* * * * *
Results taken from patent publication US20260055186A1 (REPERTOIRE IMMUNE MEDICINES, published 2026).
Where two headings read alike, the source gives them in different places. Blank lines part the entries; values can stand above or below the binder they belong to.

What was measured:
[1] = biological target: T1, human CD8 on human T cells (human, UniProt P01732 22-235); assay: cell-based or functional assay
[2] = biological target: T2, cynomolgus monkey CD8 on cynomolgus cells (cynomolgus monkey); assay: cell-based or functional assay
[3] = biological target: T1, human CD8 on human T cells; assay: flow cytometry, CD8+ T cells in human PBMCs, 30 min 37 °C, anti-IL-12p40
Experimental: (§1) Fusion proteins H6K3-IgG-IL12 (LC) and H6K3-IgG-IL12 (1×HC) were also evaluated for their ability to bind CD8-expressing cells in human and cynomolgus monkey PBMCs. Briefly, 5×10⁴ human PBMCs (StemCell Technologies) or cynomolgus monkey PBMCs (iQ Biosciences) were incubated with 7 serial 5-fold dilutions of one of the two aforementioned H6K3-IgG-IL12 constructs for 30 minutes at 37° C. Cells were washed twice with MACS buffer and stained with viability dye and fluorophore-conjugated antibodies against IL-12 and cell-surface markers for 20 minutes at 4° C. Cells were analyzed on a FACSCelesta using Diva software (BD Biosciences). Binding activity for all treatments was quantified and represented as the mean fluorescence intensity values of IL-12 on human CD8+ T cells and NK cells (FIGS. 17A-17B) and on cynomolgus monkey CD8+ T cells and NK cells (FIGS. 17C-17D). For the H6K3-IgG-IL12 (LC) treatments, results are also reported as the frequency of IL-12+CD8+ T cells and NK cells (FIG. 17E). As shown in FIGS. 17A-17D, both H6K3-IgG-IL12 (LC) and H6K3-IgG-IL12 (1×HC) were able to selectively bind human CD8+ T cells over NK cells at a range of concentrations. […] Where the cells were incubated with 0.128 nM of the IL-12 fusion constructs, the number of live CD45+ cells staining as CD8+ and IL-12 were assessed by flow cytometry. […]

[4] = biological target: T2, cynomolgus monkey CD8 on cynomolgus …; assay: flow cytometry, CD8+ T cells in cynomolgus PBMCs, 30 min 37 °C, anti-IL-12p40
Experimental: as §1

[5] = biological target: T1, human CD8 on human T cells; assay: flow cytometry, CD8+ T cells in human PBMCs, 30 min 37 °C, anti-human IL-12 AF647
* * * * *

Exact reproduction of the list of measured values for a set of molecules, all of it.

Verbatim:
Results taken from patent publication US20260055186A1 (REPERTOIRE IMMUNE MEDICINES, published 2026).
Where two headings read alike, the source gives them in different places. Blank lines part the entries; values can stand above or below the binder they belong to.

What was measured:
[1] = biological target: T1, human CD8 on human T cells (human, UniProt P01732 22-235); assay: cell-based or functional assay
[2] = biological target: T2, cynomolgus monkey CD8 on cynomolgus cells (cynomolgus monkey); assay: cell-based or functional assay
[3] = biological target: T1, human CD8 on human T cells; assay: flow cytometry, CD8+ T cells in human PBMCs, 30 min 37 °C, anti-IL-12p40
Experimental: (§1) Fusion proteins H6K3-IgG-IL12 (LC) and H6K3-IgG-IL12 (1×HC) were also evaluated for their ability to bind CD8-expressing cells in human and cynomolgus monkey PBMCs. Briefly, 5×10⁴ human PBMCs (StemCell Technologies) or cynomolgus monkey PBMCs (iQ Biosciences) were incubated with 7 serial 5-fold dilutions of one of the two aforementioned H6K3-IgG-IL12 constructs for 30 minutes at 37° C. Cells were washed twice with MACS buffer and stained with viability dye and fluorophore-conjugated antibodies against IL-12 and cell-surface markers for 20 minutes at 4° C. Cells were analyzed on a FACSCelesta using Diva software (BD Biosciences). Binding activity for all treatments was quantified and represented as the mean fluorescence intensity values of IL-12 on human CD8+ T cells and NK cells (FIGS. 17A-17B) and on cynomolgus monkey CD8+ T cells and NK cells (FIGS. 17C-17D). For the H6K3-IgG-IL12 (LC) treatments, results are also reported as the frequency of IL-12+CD8+ T cells and NK cells (FIG. 17E). As shown in FIGS. 17A-17D, both H6K3-IgG-IL12 (LC) and H6K3-IgG-IL12 (1×HC) were able to selectively bind human CD8+ T cells over NK cells at a range of concentrations. […] Where the cells were incubated with 0.128 nM of the IL-12 fusion constructs, the number of live CD45+ cells staining as CD8+ and IL-12 were assessed by flow cytometry. […]

[4] = biological target: T2, cynomolgus monkey CD8 on cynomolgus …; assay: flow cytometry, CD8+ T cells in cynomolgus PBMCs, 30 min 37 °C, anti-IL-12p40
Experimental: as §1

[5] = biological target: T1, human CD8 on human T cells; assay: flow cytometry, CD8+ T cells in human PBMCs, 30 min 37 °C, anti-human IL-12 AF647